Canelo, Golovkin, Byrd and The Simpsons

By Marc Livitz on September 19, 2017
Canelo, Golovkin, Byrd and The Simpsons
Unless Golovkin really and truly beat Canelo to a bloody pulp, then he wasn't going to win.

There were a few fights in which his boss, Oscar De La Hoya, was presented with an escape win or two…

Advance respect is due to all who are able to take this article with the smallest possible grain of sand. By now, most us have either read or listened to our fair share of various types of opinions concerning the middleweight championship clash which took place a few nights ago. To the majority of fight fans, the 36-minute meeting between Gennady Golovkin and Canelo Alvarez delivered as advertised. There was no knockout, as was predicted by more than a few within the boxing intelligentsia. Of course, there were no knockdowns, either. It wasn’t necessarily a war, to be sure but it still should have left most of us with a feeling of money well spent.

Should we address the scorecard submitted by Adalaide Byrd? Certainly this is an issue that’s been talked over, under and through quite a few times. It’s been a big enough sticking point that the fact that she turned in a total of 118-110 has prompted more than a few to suggest that she’s either a victim or accelerated senility or perhaps illegally blind. One would have to be without proper sight to have seen such a wide swing for Canelo Alvarez yet still be given such a prestigious as well as crucial position in terms of how Saturday evening ultimately played out. Lost in the proverbial shuffle of banter may be the possibility that Canelo has indeed become the clear ‘golden goose’ for Golden Boy Promotions. Twenty years ago give or take, there were a few fights in which his boss, Oscar De La Hoya, was presented with an escape win or two.

There’s no need to bring up his June 2004 outing against Felix Sturm, for example. That’s a given but we can also reference his respective contests with Pernell Whitaker in April of 1997 as well as Ike Quartey in February of 1999. He was too valuable, so to speak to lose. Canelo’s hopefully not in danger of falling into the same mold. A pair of decades ago, sports fans had only television, newsprint and radio to move opinions around. These days, everyone has a camera in their pocket and a tie to social media, which ultimately means (at least to the beholder) that they’re important and their views matter a great deal. Let’s be clear about one issue. Saturday’s fight was billed as “Canelo vs. Golovkin,” yet it was “GGG” who held the championship belts tied to actual sanctioning bodies. Contrast that to Canelo Alvarez, whose Ring Magazine and lineal titles are bound to opinions and eye tests from packs of individuals who’ve likely never stepped into a ring. Unless Golovkin really and truly beat Canelo to a bloody, sappy pulp, then he wasn’t going to win. That’s at least how the result made so many feel on Saturday evening.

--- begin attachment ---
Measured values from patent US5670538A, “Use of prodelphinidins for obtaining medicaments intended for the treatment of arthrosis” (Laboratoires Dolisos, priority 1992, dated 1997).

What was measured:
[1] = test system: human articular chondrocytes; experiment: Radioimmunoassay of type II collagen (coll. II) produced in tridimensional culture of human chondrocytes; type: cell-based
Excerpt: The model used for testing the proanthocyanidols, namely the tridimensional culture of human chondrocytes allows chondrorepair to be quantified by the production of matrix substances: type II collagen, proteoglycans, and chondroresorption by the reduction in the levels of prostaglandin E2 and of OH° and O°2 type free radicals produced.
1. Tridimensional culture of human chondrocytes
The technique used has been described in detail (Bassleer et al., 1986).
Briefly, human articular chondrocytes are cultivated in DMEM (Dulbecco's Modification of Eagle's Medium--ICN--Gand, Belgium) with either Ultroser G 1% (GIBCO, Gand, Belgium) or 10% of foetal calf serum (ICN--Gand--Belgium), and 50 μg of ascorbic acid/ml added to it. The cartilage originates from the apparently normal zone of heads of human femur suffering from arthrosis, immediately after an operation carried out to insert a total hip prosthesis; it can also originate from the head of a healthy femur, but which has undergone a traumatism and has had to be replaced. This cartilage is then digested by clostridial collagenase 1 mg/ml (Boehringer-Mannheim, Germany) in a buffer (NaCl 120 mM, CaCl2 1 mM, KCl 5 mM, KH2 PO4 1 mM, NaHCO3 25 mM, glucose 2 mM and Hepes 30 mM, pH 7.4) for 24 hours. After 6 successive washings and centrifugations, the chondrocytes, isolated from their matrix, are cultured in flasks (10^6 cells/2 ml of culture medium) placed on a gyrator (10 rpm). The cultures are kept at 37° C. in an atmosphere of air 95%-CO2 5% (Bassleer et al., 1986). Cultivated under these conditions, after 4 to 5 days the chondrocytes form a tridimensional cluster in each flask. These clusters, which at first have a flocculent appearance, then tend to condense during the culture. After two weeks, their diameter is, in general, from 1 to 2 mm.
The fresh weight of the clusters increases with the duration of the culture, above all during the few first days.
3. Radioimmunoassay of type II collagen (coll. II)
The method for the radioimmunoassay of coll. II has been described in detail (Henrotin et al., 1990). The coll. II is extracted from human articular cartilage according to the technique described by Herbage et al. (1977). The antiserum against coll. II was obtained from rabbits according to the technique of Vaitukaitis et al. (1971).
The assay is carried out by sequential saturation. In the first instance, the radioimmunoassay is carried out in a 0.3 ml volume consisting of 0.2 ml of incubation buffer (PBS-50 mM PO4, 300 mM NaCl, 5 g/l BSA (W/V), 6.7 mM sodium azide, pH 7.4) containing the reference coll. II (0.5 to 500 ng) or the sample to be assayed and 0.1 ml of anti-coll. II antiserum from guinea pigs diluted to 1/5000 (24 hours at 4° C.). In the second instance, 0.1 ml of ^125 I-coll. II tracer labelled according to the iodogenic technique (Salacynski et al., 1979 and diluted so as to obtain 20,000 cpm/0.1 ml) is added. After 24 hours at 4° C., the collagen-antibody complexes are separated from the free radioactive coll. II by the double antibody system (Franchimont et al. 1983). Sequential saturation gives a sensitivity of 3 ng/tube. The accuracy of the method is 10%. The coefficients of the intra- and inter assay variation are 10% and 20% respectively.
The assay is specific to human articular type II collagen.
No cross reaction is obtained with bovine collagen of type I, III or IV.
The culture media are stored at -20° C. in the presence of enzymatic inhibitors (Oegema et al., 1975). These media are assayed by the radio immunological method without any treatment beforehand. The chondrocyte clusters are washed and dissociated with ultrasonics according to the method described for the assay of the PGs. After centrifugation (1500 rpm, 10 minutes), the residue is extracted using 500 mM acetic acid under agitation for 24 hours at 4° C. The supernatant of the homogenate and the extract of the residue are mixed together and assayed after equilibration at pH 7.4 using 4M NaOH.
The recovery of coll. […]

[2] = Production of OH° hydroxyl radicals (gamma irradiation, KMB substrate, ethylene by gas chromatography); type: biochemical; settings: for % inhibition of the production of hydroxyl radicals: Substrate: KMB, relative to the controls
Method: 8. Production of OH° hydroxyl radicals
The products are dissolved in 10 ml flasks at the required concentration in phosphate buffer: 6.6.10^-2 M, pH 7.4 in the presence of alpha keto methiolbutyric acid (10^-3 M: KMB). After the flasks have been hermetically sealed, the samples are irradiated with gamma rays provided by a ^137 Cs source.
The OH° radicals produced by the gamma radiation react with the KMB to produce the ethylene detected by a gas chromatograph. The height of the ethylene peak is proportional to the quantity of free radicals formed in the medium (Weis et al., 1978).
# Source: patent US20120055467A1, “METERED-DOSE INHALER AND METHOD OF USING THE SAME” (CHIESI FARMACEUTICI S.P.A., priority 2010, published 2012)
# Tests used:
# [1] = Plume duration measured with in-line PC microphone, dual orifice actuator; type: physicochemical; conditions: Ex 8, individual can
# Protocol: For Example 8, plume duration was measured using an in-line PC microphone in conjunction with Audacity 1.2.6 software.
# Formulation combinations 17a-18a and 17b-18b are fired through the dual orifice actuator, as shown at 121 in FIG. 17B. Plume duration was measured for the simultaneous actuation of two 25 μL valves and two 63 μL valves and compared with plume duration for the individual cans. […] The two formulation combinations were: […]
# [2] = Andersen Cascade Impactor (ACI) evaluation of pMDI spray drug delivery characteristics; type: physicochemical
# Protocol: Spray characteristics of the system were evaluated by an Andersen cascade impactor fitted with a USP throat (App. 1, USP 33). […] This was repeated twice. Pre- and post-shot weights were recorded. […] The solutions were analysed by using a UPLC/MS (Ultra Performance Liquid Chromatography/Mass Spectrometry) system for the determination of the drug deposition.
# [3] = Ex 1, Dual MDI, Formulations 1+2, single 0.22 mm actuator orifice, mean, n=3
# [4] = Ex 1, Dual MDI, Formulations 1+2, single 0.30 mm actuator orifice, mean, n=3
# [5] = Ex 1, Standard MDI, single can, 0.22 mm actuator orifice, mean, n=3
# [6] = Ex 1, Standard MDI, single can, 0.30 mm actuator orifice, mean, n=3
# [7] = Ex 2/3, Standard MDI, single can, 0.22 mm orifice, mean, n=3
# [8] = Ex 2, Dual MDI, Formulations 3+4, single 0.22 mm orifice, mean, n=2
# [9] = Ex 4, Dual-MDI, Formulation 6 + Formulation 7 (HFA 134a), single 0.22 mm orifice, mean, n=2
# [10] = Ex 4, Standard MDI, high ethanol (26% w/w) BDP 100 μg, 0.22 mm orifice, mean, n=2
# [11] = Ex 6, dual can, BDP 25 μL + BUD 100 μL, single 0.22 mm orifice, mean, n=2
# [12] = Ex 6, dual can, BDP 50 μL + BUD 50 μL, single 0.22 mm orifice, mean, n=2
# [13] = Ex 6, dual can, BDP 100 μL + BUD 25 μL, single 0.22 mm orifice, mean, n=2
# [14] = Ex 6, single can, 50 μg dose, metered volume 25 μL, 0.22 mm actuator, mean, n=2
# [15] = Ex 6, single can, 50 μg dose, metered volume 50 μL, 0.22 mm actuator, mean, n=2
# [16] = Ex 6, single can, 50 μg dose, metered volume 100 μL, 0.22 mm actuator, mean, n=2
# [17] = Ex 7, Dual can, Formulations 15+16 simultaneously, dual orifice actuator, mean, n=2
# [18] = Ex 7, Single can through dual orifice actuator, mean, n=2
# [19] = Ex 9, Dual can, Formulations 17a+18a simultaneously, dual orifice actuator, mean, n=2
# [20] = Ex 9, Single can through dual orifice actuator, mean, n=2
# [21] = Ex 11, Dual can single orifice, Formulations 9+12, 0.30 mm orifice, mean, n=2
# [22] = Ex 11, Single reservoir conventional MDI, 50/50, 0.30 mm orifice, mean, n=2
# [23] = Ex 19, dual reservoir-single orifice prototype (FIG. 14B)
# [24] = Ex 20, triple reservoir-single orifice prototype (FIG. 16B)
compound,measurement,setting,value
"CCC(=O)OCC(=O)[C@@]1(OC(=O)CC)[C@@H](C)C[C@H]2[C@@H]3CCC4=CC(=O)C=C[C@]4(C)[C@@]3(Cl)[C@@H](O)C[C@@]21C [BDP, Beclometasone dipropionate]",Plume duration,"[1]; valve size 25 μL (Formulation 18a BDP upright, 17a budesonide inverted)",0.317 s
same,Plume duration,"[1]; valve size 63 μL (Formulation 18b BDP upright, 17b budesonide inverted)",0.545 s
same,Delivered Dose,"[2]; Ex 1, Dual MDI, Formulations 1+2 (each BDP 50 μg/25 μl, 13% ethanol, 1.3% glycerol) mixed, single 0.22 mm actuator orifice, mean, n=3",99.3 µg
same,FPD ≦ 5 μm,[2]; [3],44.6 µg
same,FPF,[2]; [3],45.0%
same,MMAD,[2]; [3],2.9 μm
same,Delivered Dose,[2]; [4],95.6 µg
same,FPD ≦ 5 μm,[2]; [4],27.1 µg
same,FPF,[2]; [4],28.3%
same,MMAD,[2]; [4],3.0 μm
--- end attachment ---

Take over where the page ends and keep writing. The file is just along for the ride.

This writer was fortunate enough to be in attendance, albeit in a press box area near the ceiling of T-Mobile Arena. The last time collective boos were heard from die-hard Mexican fans towards an iconic Mexican fighter to the point of where his post-fight comments were effectively drowned out may have been all the way back in the Fall of 1993. The majority of the fans in the Alamodome in San Antonio that night were there to see Julio Cesar Chavez, who had his ears boxed off by the aforementioned Pernell Whitaker. The fight was declared a draw and a cascade of disdain echoed throughout the venue and remember, there more than three times as many people in attendance that September evening twenty-four years ago than was the case last Saturday night.

The post-fight press conference a few nights ago was not without its fair dose of criticism and borderline outrage. Each fighter’s respective promoter felt their man was the rightful winner of the contest. That’s expected. Shortly after the usual boxing blabber was exchanged, Nevada State Athletic Commission Executive Director Bob Bennett was effectively dragged through hot coals by a handful of reporters who expressed their disappointment over Adalaide Byrd’s inexplicable card. He actually had the nerve to essentially brush off the accusations and state that she was after all, human and we all have “off nights.” Wow.

His comments actually made this writer chuckle with amusement. This wasn’t because of what he said, but rather due to a lifetime addiction to ‘The Simpsons.’ In particular, season number eight, episode number ten. In this particular episode, which was entitled “The Springfield Files,” Homer Simpson has a very difficult time convincing the residents of Springfield that he witnessed what he believed to be an alien in the woods. The incident beckons “X-Files” special agents Mulder and Scully to investigate the occurrence. Of course, the alien ends up being the show’s resident villain, Mr. Burns. His assistant, Waylon Smithers explains that Burns receives weekly treatment to “cheat death for another week.”

The treatment starts with a severe chiropractic adjustment followed by a large dilation of the eyes as well as a scraping of his vocal chords, He’s also given a sedative which leaves him feeling quite loopy. When Homer sees Mr. Burns in the woods, the alien has a green glow surrounding his body. Here’s what sent this writer into laughter on Saturday evening. Burns explains that a lifetime of working in Springfield’s nuclear power plant has left his body with a bright green glow. Unfortunately, it’s also made him “as impotent as a Nevada Boxing Commissioner.” What’s that saying about truer words? 

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